Serological techniques are thus most commonly used to diagnose scrub typhus, as they are relatively simple [8,11]. However, diagnosing rickettsial infections by serology is limited by low sensitivity during the early course of the disease due to high background antibody levels in endemic areas and the requirement for paired samples [11,12]. The current “gold standard” for serological diagnosis is the indirect immunofluorescence assay (IFA). Yet, IFA has several limitations as it is difficult to standardize due to operator subjectivity, it needs appropriate local diagnostic cut-offs, and requires improvement in terms of standardization and ease of use–which restricts its application in areas where scrub typhus is most frequent [7,8,11,1315].

Given the limitations of other serological methods, the enzyme-linked immunosorbent assay (ELISA) has been extensively evaluated for infectious disease diagnosis and has been found to be reproducible and a reasonably simple test to perform in clinical laboratory settings [7,8,11,14]. The ELISA is relatively standardized and provides an objective optical density (OD) result. Despite its apparent objectivity, the diagnostic accuracy of ELISA tests is influenced by methodological and patient factors, such as the composition of antigenic strains used and variation in levels of background immunity in endemic areas [8,13]. Optimizing the assay by creating region-specific cut-offs to account for differing background antibody levels and cross-reactivity could lead to ELISAs being an accurate, efficient, relatively simple, and affordable alternative to IFA to screen for and possibly diagnose scrub typhus [11,12,16].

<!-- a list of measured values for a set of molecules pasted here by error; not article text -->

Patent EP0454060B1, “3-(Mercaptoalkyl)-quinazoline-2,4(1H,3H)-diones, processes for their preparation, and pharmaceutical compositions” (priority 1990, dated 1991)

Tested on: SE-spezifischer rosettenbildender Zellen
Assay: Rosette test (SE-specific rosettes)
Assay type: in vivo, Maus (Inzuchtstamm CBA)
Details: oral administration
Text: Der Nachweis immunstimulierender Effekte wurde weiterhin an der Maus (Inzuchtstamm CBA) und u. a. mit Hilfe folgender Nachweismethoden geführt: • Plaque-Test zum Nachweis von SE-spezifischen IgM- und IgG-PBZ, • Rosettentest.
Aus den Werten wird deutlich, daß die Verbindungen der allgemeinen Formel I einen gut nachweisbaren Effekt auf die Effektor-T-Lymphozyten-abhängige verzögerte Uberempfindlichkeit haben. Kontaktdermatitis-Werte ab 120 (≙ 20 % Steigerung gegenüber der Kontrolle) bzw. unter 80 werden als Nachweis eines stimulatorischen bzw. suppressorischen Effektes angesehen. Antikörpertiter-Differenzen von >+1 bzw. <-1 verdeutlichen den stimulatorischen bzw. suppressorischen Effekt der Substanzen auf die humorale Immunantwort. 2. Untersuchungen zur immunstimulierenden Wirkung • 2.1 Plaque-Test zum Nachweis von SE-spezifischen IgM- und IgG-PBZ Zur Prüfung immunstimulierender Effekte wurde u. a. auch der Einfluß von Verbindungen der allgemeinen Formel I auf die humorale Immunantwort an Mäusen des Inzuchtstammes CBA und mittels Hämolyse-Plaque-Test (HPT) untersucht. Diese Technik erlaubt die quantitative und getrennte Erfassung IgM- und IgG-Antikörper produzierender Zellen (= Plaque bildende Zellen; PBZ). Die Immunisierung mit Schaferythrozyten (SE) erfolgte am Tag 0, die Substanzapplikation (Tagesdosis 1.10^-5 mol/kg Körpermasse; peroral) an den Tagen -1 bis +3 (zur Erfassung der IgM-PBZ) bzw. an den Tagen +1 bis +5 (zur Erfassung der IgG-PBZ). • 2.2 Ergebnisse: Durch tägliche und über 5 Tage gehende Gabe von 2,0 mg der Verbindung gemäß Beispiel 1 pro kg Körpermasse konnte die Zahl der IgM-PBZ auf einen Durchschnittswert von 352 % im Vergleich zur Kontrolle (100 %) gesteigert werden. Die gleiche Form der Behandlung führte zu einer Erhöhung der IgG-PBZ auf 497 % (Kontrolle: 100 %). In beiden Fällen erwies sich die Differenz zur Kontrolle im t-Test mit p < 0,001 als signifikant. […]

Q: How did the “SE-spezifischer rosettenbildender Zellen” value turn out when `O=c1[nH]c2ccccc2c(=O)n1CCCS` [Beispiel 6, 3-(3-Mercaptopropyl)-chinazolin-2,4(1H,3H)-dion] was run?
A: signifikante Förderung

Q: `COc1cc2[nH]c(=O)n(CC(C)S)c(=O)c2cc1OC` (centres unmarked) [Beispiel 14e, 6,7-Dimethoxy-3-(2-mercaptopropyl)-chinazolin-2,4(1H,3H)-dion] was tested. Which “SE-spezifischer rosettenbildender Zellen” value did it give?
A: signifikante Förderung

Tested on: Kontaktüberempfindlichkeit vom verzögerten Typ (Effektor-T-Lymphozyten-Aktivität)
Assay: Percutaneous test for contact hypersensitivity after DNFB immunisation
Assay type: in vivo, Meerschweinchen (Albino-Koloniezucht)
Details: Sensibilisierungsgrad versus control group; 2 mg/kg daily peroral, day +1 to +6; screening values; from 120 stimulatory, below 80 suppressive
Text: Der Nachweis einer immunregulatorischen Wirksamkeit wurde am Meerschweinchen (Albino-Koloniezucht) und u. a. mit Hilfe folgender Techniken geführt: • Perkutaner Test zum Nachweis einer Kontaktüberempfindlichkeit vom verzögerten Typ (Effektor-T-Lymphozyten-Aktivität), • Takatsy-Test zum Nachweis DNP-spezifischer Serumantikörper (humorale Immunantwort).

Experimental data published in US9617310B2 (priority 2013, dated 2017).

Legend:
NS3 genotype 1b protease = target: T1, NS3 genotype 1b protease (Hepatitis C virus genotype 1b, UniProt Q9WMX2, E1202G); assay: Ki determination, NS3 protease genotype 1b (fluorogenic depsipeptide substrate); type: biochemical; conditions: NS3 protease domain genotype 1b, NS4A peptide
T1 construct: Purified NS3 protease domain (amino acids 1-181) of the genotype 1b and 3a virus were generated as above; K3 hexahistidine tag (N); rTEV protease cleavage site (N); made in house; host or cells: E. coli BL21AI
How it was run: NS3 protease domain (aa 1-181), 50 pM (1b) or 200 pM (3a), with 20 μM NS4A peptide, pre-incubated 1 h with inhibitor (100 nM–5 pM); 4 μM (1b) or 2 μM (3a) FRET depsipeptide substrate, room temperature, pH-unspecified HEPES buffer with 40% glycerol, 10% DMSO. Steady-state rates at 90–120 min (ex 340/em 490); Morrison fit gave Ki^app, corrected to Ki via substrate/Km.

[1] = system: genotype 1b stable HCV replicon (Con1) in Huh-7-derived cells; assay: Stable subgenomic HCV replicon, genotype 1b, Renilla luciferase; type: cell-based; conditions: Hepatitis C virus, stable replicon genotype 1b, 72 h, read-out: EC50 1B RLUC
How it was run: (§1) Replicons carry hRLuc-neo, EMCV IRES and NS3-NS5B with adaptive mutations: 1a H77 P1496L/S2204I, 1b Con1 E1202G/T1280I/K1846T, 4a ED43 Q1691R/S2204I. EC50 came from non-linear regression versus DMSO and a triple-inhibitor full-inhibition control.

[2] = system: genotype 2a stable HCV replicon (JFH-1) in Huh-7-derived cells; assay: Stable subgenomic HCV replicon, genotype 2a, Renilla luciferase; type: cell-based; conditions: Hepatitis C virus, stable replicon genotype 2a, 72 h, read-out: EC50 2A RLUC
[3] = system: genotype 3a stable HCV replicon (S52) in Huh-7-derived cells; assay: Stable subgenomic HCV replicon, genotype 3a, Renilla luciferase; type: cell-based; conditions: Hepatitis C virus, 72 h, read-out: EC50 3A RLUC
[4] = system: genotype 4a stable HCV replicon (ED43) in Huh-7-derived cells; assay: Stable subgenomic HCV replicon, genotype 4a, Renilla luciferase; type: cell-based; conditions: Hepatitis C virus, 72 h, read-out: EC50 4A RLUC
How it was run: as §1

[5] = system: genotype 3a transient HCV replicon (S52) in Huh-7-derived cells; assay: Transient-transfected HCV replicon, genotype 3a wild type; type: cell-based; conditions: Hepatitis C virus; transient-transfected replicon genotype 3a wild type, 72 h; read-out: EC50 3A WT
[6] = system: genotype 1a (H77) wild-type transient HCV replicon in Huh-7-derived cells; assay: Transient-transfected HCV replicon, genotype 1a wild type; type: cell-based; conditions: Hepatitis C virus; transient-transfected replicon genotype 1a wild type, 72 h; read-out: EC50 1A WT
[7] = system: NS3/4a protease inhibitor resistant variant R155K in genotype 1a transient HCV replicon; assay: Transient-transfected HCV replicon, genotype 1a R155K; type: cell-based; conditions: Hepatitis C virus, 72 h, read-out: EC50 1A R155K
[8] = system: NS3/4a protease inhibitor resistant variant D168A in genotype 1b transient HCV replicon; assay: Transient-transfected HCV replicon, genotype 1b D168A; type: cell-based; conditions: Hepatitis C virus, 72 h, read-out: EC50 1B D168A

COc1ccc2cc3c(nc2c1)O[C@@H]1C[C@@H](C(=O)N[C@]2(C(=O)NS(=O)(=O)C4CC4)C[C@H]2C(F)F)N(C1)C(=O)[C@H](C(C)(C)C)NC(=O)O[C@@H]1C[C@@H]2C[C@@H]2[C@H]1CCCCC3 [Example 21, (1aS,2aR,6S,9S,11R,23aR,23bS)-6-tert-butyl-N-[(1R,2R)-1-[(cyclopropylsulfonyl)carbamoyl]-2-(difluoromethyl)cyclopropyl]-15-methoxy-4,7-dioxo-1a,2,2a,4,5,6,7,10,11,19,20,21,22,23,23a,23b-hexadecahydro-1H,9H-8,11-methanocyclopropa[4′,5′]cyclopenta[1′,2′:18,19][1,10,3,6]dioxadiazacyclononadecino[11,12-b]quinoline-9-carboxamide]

This study aims to evaluate the performance of a novel in-house scrub typhus group (STG) ELISA developed in the Mahidol Oxford Tropical Medicine Research Unit (MORU, Bangkok, Thailand) for scrub typhus IgM and IgG using the United States Naval Medical Research Center (NMRC) produced antigens compared to the “gold standard” reference IFA, and PCR, to detect IgM and IgG antibodies, and to determine whether the in-house STG ELISA can be used as a sero-epidemiological screening tool and/or stand-alone test for the diagnosis of scrub typhus without having to follow up with an IFA test.

Methods

Ethics statement

Ethical approval was obtained for the fever study from the Lao National Ethics Committee for Health Research (NECHR 026/2014, 27th May 2014) and from the Oxford Tropical Research Ethics Committee (OXTREC 027–14, 19th June 2014). The study protocol was approved by the United States Naval Medical Research Center (NMRC) Institutional Review Board in compliance with all applicable federal regulations governing the protection of human subjects.

Sample collection and population inclusion.

The sera used were from patients recruited to the Expanded Fever Surveillance (EFS) study in rural Laos aiming to provide a prospective description of the clinical features and aetiology of fever among random selections of outpatients and inpatients attending Salavan, Luang Namtha, and Xieng Khouang Provincial hospitals. Outpatient adults giving informed written consent or children (<15 years), whose parent or guardian gave informed written consent, who presented with a history of fever for ≤8 days and/or admission body temperature ≥38°C, were recruited during the period December 2014—November 2015. From August 2017—January 2018, inpatients of any age giving informed written consent, presenting with history of fever of any duration and/or admission temperature ≥37.5°C (measured as tympanic but corrected to oral), during the study periods were recruited.

Initially, admission sera were tested using both the IgM and IgG ELISA, and PCR. Follow-up sera were aimed to be collected 7–14 days after the admission samples and were tested with both the IgM and IgG ELISA. A minimum OD of 0.50 for ELISA results was used to determine whether a sample should be tested with the “gold standard” IFA to determine the antibody titer. The IFA titer was determined for both the admission and follow-up sample for an antibody isotype if either the admission or follow-up ELISA OD≥0.50 for that antibody isotype. For one participant with an IgM ELISA OD<0.50 for both admission and follow-up sample, the IFA titers for IgM had been determined for unknown reasons but was included in the analysis. To retrospectively validate the ELISA OD cut-off of 0.50, a further 50 samples with ELISA OD results of <0.50 for both admission and follow-up IgM and IgG were retested for both IgM and IgG IFA titers.

ELISA.